Dr. Greenberg, how do you see you work changing the lives of your patients? What types of feedback are you receiving? Will you please share some recent success stories with us?

I am an avid tennis player and seeing my patients being able to return to their recreation of choice is quite rewarding. This is especially true when I see my patients either on the courts or at the gym, and they make a point to thank me for helping them maintain this crucial part of functioning and quality of life.  I have had the recent pleasure of helping one of my friendly tennis opponents get back out on the court without the tennis elbow that had been hampering him. I have recently treated several equestrians who were able to get back to recreational and competitive riding, which made a huge difference in their quality of life. Often I help patients to return to work and fulfill their financial or familial responsibilities. One of the most common and most gratifying experiences I have in the office is when I see a patient who has had years of neck pain and limitation in their range of motion. At times, it is so severe they cannot drive safely. This neck stiffness often responds instantly to PIT. These are some of my most grateful patients.

Dr. Greenberg what are some of the most important questions you find that your patients are asking?

The most common questions that arise have to do with the outcomes and, duration of relief with proposed treatments, as well as alternatives if a given treatment does not work as expected. I have treated so many patients over the years that for almost any given problem I have a firm idea of the chances for success.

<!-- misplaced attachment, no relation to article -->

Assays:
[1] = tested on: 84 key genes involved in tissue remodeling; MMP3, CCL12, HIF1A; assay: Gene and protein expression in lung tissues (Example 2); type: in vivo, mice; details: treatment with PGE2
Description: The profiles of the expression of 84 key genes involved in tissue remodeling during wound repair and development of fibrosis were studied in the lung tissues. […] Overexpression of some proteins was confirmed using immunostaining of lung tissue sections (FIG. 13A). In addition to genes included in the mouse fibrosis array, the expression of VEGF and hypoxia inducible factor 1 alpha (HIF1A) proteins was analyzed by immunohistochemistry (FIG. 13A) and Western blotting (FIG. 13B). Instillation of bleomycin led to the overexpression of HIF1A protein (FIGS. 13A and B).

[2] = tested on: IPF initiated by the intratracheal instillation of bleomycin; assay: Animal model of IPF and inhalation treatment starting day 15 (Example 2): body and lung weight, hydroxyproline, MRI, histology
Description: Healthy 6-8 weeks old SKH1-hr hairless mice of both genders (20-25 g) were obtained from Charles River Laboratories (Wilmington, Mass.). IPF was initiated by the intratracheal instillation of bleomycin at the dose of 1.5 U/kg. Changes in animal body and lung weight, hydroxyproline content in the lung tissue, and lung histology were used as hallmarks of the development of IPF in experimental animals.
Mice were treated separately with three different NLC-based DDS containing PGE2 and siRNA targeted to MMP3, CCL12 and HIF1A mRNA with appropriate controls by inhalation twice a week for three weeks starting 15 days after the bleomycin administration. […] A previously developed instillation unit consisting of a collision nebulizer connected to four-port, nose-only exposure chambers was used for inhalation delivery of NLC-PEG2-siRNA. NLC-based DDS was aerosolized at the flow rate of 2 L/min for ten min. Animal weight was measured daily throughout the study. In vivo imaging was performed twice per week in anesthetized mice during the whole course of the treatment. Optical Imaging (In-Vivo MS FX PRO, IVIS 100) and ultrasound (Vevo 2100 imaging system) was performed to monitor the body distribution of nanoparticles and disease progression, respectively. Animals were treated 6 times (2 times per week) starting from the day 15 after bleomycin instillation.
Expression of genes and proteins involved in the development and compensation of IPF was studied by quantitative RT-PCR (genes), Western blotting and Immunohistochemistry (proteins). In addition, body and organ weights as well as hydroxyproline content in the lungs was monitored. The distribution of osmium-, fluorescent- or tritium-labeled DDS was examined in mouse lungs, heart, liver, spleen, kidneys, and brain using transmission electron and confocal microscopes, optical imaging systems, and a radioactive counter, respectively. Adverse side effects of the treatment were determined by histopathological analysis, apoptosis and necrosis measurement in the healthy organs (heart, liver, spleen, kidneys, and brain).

I am constantly evaluating the response that every patient is having to the treatments I provide, and if something isn’t working, I can move on to a new approach. My years of experience and learning has expanded my toolbox and I bring my almost 30 years of experience to the table for every patient.

Dr. Greenberg, what are the best words of advice you have to share with individuals dealing with chronic pain issues?

There are often more treatments available right in your own backyard than perhaps you are currently being offered or exposed to, so keep looking, and don’t give up hope. If you are not happy with your current treatment don’t assume that nothing else can be tried for you.  But at the same time don’t believe everything on the Internet or that you read on Facebook. Chronic pain is an extremely difficult problem to treat–that is why it takes working with a dedicated, highly trained specialist to achieve results.

How can our readers go about learning more about your work and setting up an appointment?

My website at www.apcpain.net has some detailed information on chronic pain, the conditions I treat, and treatments I use.  However, the best way to get information is to come in for a full evaluation so your specific condition and issues can be addressed.  You can reach us to set up an appointment at 541-482-1712.

Are there any final thoughts or comments you would like to share with our readers?

Chronic pain is a condition that can often be managed by highly trained and experienced specialists in the field.  It is a recently recognized medical specialty, and as such continues to evolve as new treatments become available. Seek out practitioners who are not only expert in this specialty, but also up-to-date on the latest advances for your care.  Have realistic expectations of what can be done, and keep the lines of communication open with your Doctor.

Thank you for your time and attention.

Learn More:

Advanced Pain Care
Dr. Mark Greenberg MD
638 N Main St A
Ashland, OR
541-482-1712
www.apcpain.net